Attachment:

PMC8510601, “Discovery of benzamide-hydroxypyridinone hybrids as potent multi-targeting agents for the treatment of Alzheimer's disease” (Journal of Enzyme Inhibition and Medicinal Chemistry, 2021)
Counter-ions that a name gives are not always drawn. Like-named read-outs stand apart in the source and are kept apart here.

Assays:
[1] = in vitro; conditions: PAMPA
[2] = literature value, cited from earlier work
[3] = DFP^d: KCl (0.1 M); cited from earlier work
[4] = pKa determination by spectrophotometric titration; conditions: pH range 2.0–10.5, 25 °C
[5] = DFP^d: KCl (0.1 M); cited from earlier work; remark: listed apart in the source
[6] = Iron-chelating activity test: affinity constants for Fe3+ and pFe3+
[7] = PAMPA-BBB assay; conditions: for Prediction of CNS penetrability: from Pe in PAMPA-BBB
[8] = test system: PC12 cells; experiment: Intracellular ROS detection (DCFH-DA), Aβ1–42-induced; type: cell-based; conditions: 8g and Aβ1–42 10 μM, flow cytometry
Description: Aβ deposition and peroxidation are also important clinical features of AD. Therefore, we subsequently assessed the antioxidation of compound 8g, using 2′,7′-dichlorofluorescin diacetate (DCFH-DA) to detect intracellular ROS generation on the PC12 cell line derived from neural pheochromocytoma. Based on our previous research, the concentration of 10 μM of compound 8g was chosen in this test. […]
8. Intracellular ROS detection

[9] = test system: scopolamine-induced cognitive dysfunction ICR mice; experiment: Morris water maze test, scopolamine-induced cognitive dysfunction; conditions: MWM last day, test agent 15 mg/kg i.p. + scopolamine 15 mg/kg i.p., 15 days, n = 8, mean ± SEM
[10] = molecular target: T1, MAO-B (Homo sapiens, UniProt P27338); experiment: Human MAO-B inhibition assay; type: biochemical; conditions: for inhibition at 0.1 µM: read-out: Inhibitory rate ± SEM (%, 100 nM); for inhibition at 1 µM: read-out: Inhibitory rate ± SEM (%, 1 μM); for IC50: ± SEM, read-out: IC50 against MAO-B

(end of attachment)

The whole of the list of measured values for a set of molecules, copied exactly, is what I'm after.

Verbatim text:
PMC8510601, “Discovery of benzamide-hydroxypyridinone hybrids as potent multi-targeting agents for the treatment of Alzheimer's disease” (Journal of Enzyme Inhibition and Medicinal Chemistry, 2021)
Counter-ions that a name gives are not always drawn. Like-named read-outs stand apart in the source and are kept apart here.

Assays:
[1] = in vitro; conditions: PAMPA
[2] = literature value, cited from earlier work
[3] = DFP^d: KCl (0.1 M); cited from earlier work
[4] = pKa determination by spectrophotometric titration; conditions: pH range 2.0–10.5, 25 °C
[5] = DFP^d: KCl (0.1 M); cited from earlier work; remark: listed apart in the source
[6] = Iron-chelating activity test: affinity constants for Fe3+ and pFe3+
[7] = PAMPA-BBB assay; conditions: for Prediction of CNS penetrability: from Pe in PAMPA-BBB
[8] = test system: PC12 cells; experiment: Intracellular ROS detection (DCFH-DA), Aβ1–42-induced; type: cell-based; conditions: 8g and Aβ1–42 10 μM, flow cytometry
Description: Aβ deposition and peroxidation are also important clinical features of AD. Therefore, we subsequently assessed the antioxidation of compound 8g, using 2′,7′-dichlorofluorescin diacetate (DCFH-DA) to detect intracellular ROS generation on the PC12 cell line derived from neural pheochromocytoma. Based on our previous research, the concentration of 10 μM of compound 8g was chosen in this test. […]
8. Intracellular ROS detection

[9] = test system: scopolamine-induced cognitive dysfunction ICR mice; experiment: Morris water maze test, scopolamine-induced cognitive dysfunction; conditions: MWM last day, test agent 15 mg/kg i.p. + scopolamine 15 mg/kg i.p., 15 days, n = 8, mean ± SEM
[10] = molecular target: T1, MAO-B (Homo sapiens, UniProt P27338); experiment: Human MAO-B inhibition assay; type: biochemical; conditions: for inhibition at 0.1 µM: read-out: Inhibitory rate ± SEM (%, 100 nM); for inhibition at 1 µM: read-out: Inhibitory rate ± SEM (%, 1 μM); for IC50: ± SEM, read-out: IC50 against MAO-B